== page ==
Legal Empowerment: A Wedding to Remember in El Espinito, Honduras

Written by Kavisha Prajapati, Legal Empowerment Volunteer with the University of Southern California

On May 17, 2019, students from the University of Southern California’s Legal Empowerment group of volunteers attended a wedding in El Espinito, located in the department of El Paraíso, Honduras.

The newly wed husband and wife, surrounded by friends and family.

El Espinito was the first Honduran community to receive legal empowerment through the Global Brigades Legal Empowerment Program. Through this program, communities receive access to free legal advice and legal education about their rights under Honduran law. The combination of community buy-in and GB’s legal and financial support, contributed to the success of this wedding.

The wedding was between Ána Marbeli Mejía, and her love of 16 years, Elvín Arnoldo Rodríguez, an admired community leader who manages the Community Bank.

The wedding was not originally on the program itinerary for USC’s Legal Empowerment group. They found out about it once they arrived in Tegucigalpa and were told that the couple insisted on their attendance. They had been waiting for years to make it happen – even enacting the ring exchange for the bride’s grandmother, whose last wish was to see the two of them get married – but were not able to do so because of unresolved legal issues.

Held in the local church adjacent to the family’s house, the ceremony was homey and simple, yet lively and full of warmth. The green walls of the church were lined with blue and white balloons, while the doorway and open windows were crowded with community members. Children from the two families walked down the aisle, tossing petals as they went, an aunt took to the stage to sing love songs, the local pastor delivered a comedic and heartfelt anecdote on the meaning of marriage, and close family members listened attentively in the front, shedding few tears of joy.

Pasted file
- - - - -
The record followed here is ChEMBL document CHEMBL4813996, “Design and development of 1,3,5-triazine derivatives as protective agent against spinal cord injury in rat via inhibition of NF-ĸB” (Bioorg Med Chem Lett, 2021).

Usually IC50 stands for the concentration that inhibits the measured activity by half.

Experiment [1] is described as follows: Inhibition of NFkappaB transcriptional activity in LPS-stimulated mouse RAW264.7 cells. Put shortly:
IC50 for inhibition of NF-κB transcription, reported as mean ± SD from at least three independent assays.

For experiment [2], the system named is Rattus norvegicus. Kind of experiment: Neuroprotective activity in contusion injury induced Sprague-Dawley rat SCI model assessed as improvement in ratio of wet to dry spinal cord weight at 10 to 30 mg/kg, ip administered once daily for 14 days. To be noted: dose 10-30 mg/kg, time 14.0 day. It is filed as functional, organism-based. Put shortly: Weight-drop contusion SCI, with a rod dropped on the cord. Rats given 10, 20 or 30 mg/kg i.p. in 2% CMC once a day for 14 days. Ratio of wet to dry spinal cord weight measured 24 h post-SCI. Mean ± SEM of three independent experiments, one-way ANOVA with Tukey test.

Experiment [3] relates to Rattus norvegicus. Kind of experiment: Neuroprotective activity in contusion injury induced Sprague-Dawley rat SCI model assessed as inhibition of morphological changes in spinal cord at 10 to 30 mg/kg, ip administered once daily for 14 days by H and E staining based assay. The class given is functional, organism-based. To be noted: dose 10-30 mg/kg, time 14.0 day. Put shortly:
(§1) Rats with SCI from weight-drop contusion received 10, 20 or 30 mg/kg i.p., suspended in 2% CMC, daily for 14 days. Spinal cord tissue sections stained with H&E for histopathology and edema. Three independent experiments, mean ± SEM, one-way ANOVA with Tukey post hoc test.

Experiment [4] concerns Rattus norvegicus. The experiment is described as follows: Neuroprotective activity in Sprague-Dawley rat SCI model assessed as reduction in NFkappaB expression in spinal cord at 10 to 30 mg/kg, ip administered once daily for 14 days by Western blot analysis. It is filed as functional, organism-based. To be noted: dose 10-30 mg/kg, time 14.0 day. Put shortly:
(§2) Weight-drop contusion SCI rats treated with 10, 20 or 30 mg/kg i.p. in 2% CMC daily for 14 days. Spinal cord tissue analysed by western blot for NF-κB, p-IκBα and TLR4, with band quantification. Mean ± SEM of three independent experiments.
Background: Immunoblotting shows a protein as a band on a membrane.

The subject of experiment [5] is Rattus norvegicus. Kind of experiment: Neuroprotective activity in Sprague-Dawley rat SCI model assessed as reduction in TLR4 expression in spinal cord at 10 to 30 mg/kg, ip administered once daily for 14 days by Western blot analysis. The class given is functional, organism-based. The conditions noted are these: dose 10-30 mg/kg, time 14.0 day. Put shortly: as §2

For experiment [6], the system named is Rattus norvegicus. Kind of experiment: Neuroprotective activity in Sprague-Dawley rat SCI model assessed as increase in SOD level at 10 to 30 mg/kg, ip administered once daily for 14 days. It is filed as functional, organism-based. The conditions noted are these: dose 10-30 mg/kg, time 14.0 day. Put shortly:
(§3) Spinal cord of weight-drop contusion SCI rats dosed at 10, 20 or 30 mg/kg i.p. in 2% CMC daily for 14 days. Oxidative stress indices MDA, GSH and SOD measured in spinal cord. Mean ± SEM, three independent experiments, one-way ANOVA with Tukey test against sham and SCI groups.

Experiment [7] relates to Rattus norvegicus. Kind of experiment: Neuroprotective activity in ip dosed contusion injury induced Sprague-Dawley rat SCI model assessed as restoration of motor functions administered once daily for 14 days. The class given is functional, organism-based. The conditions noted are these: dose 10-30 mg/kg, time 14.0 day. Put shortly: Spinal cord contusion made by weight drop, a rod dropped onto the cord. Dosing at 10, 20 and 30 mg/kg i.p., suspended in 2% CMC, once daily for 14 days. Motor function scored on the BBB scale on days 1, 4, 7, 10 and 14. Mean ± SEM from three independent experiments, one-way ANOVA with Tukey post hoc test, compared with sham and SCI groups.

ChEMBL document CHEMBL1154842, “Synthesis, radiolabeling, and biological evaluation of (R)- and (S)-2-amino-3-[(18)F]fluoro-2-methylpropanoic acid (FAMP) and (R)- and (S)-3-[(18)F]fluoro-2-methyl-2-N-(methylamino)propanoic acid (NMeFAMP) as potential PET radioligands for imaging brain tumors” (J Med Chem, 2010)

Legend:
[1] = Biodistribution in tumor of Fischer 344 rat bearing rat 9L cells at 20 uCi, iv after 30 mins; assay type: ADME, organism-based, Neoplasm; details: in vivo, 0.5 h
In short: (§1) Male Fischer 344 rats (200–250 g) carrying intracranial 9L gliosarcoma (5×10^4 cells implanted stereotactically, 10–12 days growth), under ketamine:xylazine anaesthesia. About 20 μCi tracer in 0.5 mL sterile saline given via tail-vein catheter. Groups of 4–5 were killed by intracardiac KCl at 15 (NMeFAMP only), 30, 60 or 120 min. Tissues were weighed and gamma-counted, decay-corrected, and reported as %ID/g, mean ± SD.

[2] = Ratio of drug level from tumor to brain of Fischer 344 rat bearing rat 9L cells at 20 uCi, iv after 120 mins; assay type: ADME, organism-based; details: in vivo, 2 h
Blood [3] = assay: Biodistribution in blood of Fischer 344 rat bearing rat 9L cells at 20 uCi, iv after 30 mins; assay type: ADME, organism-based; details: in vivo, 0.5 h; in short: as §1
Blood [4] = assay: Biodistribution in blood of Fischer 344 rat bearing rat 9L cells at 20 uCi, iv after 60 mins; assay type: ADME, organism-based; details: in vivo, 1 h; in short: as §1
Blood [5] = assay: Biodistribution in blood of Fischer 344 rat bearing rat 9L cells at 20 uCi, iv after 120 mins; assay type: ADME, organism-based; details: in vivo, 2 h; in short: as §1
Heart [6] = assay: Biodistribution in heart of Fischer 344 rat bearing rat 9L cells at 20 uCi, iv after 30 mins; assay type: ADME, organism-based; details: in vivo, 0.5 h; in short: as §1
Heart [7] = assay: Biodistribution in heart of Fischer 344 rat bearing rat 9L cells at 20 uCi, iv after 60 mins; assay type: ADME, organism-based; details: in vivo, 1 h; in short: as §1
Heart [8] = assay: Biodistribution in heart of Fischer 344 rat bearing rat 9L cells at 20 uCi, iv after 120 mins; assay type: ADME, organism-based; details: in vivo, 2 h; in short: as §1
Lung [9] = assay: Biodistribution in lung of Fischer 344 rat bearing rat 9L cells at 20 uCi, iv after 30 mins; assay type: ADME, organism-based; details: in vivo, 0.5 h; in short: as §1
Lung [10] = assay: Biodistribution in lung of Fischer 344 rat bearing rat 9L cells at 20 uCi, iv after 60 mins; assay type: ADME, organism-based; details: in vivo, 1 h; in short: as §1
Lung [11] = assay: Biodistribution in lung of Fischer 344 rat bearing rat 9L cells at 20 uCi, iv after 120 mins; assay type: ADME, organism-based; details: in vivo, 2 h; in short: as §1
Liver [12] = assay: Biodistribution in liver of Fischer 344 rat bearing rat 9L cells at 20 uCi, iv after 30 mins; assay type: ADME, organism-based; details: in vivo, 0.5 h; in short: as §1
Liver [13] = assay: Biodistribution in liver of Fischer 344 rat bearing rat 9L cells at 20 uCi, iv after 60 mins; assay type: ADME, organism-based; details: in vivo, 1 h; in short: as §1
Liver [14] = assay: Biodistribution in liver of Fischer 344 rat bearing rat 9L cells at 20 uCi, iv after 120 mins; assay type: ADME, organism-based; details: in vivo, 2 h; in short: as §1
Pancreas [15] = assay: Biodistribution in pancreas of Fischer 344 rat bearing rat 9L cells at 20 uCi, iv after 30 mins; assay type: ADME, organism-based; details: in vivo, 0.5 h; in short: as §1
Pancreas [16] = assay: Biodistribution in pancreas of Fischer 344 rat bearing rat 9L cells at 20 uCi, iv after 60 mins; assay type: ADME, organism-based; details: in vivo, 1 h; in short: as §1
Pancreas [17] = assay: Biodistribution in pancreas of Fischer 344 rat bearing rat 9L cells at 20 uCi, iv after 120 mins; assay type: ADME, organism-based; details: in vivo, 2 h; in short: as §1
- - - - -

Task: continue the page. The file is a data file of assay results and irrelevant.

Once the couple said their “I do’s” and were bound to each other under both the law and God, the festivities continued on with homemade food and multiple cakes.

Kavisha shared, “I assumed that after having been in a domestic partnership for 16 years, there wouldn’t be much of a formal marriage ceremony that could symbolize more for their relationship. On the contrary, Delma Miranda, the mother of the groom, explained to me that the marriage ceremony symbolized permanent union to each other with their loved ones as witnesses.” Delma said, “God has given us his blessings to expand the family for generations to come, and for that, I am content,” both her eyes and voice reflecting pride. Delma expressed her gratitude toward the program for giving their community support and for making her son and family happy.

USC volunteers with the bride and groom, Ána and Elvín.

As guests, they were touched when they heard the bride and groom wanted them share their day, and happy that their presence in the house and the celebration was met with such acceptance.

Kavisha shared, “As volunteers who had come from a privileged country into a rural Honduran community, we felt conflicted to say the least. Why were we taking up front row seats of an intimate wedding, while other community members were standing? Was our presence in the post-celebration festivities imposing to the other guests? Underneath the internal conflict lay feelings of privileged guilt that we were collectively struggling to manage that, fundamentally, acted as barriers to experiencing authentic moments of cultural exchange.”

Our questions don’t have clear answers – and they shouldn’t – but they serve as points of reflection about our intentions toward and impact on each other. Having the resources to travel to another country to give time and efforts to an under-resourced community is a privilege, and being a part of this wedding celebration just added another layer of meaning to our trip. Ultimately, Kavisha shared, “I know I can speak for the entirety of my team when I say we enjoyed spending the day in El Espinito, making memorable connections all around Honduras.”

Global Brigades